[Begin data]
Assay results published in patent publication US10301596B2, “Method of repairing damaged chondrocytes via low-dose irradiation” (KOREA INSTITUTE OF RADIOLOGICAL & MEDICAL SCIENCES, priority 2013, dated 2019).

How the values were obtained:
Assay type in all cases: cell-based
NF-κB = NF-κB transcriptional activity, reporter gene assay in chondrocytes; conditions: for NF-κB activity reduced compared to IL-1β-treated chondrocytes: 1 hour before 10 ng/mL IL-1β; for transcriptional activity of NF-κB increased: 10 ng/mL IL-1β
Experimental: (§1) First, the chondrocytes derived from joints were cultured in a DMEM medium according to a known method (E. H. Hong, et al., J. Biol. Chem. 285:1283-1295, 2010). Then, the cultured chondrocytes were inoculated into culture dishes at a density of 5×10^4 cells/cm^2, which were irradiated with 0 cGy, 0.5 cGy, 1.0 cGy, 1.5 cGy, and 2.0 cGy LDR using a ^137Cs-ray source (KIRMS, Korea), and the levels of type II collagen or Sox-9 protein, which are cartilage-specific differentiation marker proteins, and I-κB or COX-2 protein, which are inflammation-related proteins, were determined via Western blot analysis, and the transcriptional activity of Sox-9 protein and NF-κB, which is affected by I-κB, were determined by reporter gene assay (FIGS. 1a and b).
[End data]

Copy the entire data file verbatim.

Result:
Assay results published in patent publication US10301596B2, “Method of repairing damaged chondrocytes via low-dose irradiation” (KOREA INSTITUTE OF RADIOLOGICAL & MEDICAL SCIENCES, priority 2013, dated 2019).

How the values were obtained:
Assay type in all cases: cell-based
NF-κB = NF-κB transcriptional activity, reporter gene assay in chondrocytes; conditions: for NF-κB activity reduced compared to IL-1β-treated chondrocytes: 1 hour before 10 ng/mL IL-1β; for transcriptional activity of NF-κB increased: 10 ng/mL IL-1β
Experimental: (§1) First, the chondrocytes derived from joints were cultured in a DMEM medium according to a known method (E. H. Hong, et al., J. Biol. Chem. 285:1283-1295, 2010). Then, the cultured chondrocytes were inoculated into culture dishes at a density of 5×10^4 cells/cm^2, which were irradiated with 0 cGy, 0.5 cGy, 1.0 cGy, 1.5 cGy, and 2.0 cGy LDR using a ^137Cs-ray source (KIRMS, Korea), and the levels of type II collagen or Sox-9 protein, which are cartilage-specific differentiation marker proteins, and I-κB or COX-2 protein, which are inflammation-related proteins, were determined via Western blot analysis, and the transcriptional activity of Sox-9 protein and NF-κB, which is affected by I-κB, were determined by reporter gene assay (FIGS. 1a and b).